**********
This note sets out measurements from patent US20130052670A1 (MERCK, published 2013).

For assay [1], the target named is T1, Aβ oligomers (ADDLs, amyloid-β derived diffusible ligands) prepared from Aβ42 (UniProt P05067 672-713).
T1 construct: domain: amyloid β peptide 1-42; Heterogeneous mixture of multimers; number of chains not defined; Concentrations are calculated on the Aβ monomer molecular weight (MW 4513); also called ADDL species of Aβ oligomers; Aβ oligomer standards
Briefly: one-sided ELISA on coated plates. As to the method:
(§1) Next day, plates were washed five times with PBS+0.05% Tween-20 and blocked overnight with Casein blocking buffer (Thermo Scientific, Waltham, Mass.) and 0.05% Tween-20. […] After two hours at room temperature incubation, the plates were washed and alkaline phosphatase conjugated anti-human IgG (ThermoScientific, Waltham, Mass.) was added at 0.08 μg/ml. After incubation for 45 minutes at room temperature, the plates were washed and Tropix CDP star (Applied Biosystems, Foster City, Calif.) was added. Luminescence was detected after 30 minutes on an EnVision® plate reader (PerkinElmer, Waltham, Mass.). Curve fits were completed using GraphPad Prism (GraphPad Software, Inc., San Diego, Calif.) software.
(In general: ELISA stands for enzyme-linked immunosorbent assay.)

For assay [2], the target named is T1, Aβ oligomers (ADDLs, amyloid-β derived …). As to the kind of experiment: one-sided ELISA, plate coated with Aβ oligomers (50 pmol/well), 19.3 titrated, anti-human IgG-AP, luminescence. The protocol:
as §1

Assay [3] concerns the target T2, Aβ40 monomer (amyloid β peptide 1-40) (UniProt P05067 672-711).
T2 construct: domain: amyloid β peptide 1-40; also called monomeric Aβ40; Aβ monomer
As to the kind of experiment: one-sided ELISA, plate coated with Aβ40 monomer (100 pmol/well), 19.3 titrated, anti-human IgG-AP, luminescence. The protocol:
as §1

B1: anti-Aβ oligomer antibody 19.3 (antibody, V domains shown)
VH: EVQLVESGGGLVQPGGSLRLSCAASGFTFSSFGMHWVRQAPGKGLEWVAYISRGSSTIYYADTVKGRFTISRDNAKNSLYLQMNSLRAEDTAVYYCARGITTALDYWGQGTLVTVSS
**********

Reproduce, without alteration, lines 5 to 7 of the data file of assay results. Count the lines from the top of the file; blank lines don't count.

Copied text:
(§1) Next day, plates were washed five times with PBS+0.05% Tween-20 and blocked overnight with Casein blocking buffer (Thermo Scientific, Waltham, Mass.) and 0.05% Tween-20. […] After two hours at room temperature incubation, the plates were washed and alkaline phosphatase conjugated anti-human IgG (ThermoScientific, Waltham, Mass.) was added at 0.08 μg/ml. After incubation for 45 minutes at room temperature, the plates were washed and Tropix CDP star (Applied Biosystems, Foster City, Calif.) was added. Luminescence was detected after 30 minutes on an EnVision® plate reader (PerkinElmer, Waltham, Mass.). Curve fits were completed using GraphPad Prism (GraphPad Software, Inc., San Diego, Calif.) software.
(In general: ELISA stands for enzyme-linked immunosorbent assay.)

For assay [2], the target named is T1, Aβ oligomers (ADDLs, amyloid-β derived …). As to the kind of experiment: one-sided ELISA, plate coated with Aβ oligomers (50 pmol/well), 19.3 titrated, anti-human IgG-AP, luminescence. The protocol: